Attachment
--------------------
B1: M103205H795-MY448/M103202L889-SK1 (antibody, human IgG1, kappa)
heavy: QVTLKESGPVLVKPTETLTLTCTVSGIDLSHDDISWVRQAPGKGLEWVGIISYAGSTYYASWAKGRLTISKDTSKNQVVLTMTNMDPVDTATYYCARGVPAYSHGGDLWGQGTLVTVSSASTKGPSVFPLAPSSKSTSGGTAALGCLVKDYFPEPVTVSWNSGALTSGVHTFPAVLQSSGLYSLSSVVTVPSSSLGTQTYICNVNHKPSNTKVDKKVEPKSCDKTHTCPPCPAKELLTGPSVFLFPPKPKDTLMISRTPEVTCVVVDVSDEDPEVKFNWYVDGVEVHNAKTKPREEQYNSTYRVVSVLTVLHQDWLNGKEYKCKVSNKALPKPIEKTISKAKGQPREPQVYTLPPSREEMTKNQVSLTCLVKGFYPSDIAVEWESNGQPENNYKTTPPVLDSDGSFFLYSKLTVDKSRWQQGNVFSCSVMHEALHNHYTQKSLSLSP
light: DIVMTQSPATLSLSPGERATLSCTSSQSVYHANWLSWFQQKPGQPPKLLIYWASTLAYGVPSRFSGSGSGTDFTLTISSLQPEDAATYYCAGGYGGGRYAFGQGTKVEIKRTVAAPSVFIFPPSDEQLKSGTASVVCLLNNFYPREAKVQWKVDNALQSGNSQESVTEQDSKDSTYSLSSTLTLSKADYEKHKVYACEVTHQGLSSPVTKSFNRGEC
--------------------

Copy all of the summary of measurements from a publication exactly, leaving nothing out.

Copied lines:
B1: M103205H795-MY448/M103202L889-SK1 (antibody, human IgG1, kappa)
heavy: QVTLKESGPVLVKPTETLTLTCTVSGIDLSHDDISWVRQAPGKGLEWVGIISYAGSTYYASWAKGRLTISKDTSKNQVVLTMTNMDPVDTATYYCARGVPAYSHGGDLWGQGTLVTVSSASTKGPSVFPLAPSSKSTSGGTAALGCLVKDYFPEPVTVSWNSGALTSGVHTFPAVLQSSGLYSLSSVVTVPSSSLGTQTYICNVNHKPSNTKVDKKVEPKSCDKTHTCPPCPAKELLTGPSVFLFPPKPKDTLMISRTPEVTCVVVDVSDEDPEVKFNWYVDGVEVHNAKTKPREEQYNSTYRVVSVLTVLHQDWLNGKEYKCKVSNKALPKPIEKTISKAKGQPREPQVYTLPPSREEMTKNQVSLTCLVKGFYPSDIAVEWESNGQPENNYKTTPPVLDSDGSFFLYSKLTVDKSRWQQGNVFSCSVMHEALHNHYTQKSLSLSP
light: DIVMTQSPATLSLSPGERATLSCTSSQSVYHANWLSWFQQKPGQPPKLLIYWASTLAYGVPSRFSGSGSGTDFTLTISSLQPEDAATYYCAGGYGGGRYAFGQGTKVEIKRTVAAPSVFIFPPSDEQLKSGTASVVCLLNNFYPREAKVQWKVDNALQSGNSQESVTEQDSKDSTYSLSSTLTLSKADYEKHKVYACEVTHQGLSSPVTKSFNRGEC